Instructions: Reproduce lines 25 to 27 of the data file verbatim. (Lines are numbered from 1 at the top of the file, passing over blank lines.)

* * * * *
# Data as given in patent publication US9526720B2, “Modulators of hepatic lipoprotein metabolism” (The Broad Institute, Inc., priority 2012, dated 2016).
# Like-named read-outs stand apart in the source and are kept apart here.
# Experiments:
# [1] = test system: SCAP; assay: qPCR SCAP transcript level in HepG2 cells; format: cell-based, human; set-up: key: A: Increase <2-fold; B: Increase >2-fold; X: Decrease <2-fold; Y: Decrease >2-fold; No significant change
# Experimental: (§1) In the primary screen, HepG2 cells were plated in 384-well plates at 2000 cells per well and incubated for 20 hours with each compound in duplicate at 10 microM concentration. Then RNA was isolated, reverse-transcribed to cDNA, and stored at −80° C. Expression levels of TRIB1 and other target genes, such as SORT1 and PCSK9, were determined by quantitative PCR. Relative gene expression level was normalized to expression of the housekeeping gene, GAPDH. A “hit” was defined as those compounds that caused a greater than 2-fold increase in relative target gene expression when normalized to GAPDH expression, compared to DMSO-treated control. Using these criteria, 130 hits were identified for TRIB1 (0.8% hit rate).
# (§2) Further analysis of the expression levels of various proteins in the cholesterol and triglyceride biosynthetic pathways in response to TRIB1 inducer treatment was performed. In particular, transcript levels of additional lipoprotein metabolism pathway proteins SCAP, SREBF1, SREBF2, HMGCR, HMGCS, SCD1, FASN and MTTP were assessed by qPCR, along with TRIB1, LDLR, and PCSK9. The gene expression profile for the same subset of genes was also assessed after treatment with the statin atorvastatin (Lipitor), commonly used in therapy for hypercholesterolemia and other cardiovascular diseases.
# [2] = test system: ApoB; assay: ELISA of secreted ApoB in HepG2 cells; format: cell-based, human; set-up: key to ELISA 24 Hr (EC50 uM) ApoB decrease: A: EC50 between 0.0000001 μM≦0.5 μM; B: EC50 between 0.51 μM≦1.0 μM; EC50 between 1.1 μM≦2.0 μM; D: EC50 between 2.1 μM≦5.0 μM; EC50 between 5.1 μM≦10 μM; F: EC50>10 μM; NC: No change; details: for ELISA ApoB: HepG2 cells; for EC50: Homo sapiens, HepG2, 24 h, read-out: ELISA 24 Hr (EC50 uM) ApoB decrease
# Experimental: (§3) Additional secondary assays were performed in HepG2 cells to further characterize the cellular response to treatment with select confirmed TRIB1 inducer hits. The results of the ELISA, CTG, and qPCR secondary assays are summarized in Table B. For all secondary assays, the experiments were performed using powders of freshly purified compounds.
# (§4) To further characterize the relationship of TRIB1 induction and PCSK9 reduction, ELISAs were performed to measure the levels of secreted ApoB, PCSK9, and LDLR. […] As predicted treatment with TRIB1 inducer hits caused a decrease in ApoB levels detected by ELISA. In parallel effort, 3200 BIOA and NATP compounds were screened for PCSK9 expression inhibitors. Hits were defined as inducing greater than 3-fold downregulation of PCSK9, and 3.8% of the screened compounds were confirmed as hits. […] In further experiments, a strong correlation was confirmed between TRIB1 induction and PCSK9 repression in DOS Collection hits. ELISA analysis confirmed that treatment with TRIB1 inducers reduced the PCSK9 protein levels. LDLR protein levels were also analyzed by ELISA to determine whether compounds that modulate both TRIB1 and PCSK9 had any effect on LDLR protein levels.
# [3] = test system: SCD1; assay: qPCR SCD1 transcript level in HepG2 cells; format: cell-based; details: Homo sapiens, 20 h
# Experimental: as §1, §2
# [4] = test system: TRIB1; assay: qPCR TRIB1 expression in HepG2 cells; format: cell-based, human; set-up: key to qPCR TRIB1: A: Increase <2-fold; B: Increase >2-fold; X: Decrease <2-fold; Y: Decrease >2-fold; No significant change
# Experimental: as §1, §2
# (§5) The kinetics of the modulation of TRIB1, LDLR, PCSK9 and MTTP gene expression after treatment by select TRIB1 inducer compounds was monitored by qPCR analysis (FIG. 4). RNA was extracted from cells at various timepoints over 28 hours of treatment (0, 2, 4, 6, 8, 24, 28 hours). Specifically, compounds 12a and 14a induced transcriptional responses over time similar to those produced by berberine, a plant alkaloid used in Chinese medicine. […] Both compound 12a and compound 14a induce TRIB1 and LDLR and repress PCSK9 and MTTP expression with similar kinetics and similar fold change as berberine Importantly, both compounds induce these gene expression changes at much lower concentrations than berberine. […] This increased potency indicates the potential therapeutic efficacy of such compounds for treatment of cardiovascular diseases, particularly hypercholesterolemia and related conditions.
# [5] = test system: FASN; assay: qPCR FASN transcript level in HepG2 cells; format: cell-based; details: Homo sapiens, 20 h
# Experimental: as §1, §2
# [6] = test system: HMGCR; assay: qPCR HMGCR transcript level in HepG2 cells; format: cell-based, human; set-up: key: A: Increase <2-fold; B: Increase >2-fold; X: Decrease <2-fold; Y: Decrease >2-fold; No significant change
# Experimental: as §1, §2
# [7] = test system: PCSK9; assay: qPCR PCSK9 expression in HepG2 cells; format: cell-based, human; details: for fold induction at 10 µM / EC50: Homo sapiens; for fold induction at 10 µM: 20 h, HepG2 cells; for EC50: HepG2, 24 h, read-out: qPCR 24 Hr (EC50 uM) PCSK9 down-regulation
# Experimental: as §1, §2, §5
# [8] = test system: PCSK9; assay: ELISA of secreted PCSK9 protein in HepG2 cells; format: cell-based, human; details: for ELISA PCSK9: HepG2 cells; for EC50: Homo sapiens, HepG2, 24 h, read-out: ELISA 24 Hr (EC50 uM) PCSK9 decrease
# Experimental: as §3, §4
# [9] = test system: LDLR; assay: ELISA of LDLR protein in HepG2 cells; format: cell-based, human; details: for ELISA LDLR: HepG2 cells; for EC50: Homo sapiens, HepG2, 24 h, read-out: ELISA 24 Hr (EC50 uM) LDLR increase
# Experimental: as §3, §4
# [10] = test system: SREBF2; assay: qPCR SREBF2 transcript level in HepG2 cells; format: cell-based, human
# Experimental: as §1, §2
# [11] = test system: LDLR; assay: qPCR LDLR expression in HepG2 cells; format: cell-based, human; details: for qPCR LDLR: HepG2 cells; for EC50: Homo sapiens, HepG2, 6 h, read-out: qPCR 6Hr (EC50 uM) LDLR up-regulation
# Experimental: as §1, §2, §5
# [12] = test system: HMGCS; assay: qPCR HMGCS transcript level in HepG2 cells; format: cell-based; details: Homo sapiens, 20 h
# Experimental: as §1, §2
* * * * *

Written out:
# [10] = test system: SREBF2; assay: qPCR SREBF2 transcript level in HepG2 cells; format: cell-based, human
# Experimental: as §1, §2
# [11] = test system: LDLR; assay: qPCR LDLR expression in HepG2 cells; format: cell-based, human; details: for qPCR LDLR: HepG2 cells; for EC50: Homo sapiens, HepG2, 6 h, read-out: qPCR 6Hr (EC50 uM) LDLR up-regulation